“I don’t even understand it still,” said Covino, who couldn’t believe his luck. “I was in Santa Fe shooting for a month, riding horses and shooting guns. I play a villain. It was one of the coolest things I’ve ever done, and it was a big surprise. It was a thing I auditioned for and got, and I was like, ‘I’m gonna go do this to the best of my ability.’ I think it comes out Christmas this year,” whereas The Climb will pedal into select theaters on March 20 before expanding  nationwide the following weekend.

As for what’s next, Covino said he and Marvin wrote a TV show together, which they’re going to try and sell soon, and they’re also writing a new movie together that “explores relationships between parents and kids.” Covino is also a “humble producer” on a project called The Quench, which Marvin wrote prior to The Climb. If it’s anything like their first film, I can’t wait to see it.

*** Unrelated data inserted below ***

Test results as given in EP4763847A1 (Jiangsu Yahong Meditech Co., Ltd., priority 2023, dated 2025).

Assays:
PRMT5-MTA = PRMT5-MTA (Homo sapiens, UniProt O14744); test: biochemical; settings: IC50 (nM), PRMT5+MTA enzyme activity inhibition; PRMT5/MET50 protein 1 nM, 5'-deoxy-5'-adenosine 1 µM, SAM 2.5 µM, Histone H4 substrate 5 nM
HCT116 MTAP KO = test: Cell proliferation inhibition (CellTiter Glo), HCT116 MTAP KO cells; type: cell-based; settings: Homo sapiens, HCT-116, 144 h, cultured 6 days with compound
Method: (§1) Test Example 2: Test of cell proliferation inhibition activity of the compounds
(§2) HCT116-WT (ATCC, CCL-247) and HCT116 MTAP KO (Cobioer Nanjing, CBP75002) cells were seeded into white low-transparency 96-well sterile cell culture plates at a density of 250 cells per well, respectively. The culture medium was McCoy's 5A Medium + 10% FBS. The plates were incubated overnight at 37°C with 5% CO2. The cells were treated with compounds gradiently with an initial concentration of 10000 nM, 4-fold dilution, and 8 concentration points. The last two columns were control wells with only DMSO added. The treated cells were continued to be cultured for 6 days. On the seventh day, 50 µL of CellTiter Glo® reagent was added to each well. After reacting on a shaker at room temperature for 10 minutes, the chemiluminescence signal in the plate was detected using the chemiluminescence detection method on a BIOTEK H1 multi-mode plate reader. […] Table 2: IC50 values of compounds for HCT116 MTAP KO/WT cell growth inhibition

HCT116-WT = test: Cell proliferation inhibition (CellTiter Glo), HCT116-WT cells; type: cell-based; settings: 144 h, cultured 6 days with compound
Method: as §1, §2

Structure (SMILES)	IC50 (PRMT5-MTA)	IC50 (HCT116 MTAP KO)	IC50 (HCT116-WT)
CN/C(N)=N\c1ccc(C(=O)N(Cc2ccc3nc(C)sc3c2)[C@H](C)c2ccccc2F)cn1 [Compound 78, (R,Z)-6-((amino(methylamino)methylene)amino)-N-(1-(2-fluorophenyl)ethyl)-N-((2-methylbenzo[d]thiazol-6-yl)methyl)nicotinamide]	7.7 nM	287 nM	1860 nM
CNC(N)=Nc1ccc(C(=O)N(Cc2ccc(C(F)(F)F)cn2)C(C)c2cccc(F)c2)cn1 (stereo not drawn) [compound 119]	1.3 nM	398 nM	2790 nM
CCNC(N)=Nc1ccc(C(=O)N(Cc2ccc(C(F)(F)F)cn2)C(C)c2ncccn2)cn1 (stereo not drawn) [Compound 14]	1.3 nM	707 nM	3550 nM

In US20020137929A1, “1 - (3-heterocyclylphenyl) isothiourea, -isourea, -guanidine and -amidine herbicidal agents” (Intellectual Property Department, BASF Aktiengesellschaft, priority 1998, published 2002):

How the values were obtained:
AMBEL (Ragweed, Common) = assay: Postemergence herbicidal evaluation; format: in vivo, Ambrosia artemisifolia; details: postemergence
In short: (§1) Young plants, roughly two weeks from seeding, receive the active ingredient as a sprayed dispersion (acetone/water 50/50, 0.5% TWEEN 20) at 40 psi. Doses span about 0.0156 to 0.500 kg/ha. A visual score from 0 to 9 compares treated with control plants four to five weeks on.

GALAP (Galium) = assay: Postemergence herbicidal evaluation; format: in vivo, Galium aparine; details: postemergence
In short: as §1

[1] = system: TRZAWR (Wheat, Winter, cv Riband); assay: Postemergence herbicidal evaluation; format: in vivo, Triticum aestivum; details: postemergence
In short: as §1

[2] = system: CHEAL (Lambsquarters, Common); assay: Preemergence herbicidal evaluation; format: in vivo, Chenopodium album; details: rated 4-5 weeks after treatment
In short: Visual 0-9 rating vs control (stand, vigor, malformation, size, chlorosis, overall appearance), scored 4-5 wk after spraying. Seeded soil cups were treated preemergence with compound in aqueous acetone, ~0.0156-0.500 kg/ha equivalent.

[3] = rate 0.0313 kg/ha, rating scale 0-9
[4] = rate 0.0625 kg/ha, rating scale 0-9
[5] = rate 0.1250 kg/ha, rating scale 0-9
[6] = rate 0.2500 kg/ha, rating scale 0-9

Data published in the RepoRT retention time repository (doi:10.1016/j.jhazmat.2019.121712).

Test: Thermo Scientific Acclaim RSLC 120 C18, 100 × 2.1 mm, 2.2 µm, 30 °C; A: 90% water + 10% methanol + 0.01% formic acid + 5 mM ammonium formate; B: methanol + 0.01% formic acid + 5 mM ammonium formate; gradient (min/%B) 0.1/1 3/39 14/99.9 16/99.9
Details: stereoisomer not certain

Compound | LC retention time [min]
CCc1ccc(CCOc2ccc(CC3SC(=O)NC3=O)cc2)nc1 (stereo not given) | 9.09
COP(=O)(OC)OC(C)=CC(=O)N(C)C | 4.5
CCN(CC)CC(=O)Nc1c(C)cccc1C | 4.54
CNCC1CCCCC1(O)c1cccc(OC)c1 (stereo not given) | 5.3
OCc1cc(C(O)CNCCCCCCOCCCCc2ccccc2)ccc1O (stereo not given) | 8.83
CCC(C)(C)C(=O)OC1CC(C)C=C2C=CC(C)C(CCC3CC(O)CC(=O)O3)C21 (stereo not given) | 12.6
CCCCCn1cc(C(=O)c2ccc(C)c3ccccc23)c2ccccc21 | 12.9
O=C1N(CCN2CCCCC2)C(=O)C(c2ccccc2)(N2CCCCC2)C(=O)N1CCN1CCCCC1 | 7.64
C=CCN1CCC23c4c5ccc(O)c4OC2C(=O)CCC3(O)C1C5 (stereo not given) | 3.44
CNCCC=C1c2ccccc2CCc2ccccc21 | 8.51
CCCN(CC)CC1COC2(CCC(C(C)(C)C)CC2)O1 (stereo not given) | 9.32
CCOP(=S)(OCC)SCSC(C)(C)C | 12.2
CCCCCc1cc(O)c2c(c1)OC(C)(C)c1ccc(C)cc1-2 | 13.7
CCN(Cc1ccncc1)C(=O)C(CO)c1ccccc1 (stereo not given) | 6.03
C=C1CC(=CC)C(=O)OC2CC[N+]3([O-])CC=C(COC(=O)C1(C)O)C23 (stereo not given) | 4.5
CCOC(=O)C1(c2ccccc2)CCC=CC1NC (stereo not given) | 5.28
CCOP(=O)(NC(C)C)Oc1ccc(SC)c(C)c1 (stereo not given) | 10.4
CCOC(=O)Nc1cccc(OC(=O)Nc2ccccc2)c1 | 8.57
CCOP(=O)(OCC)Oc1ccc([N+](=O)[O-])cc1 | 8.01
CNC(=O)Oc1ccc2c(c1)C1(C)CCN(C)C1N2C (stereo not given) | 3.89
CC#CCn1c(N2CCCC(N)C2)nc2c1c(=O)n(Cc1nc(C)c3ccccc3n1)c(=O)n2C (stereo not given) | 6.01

Watch the interview above, and stay tuned to Collider for our Sundance supercut, in which dozens of artists offer their theories on the death of Cliff Booth’s wife in Once Upon a Time in Hollywood, and which categories they’d like to see added to the Oscars, as well as the TV shows they most recently binged, and the ones they’d love to guest star on. To watch the trailer for The Climb, click here.

kia-supper-suite-marbl-toronto-logo-sundance-2020Finally, we have to thank our presenting partner, the Kia Telluride SUV, which was recently named the 2020 North American Utility Vehicle of the Year. Additional thanks to support sponsors Glenfiddich Scotch, Peroni Beer, Marbl Toronto, mou footwear, ic! Berlin sunglasses and clothing lines, Laundry by Sheli Segal and Orginal Penguin.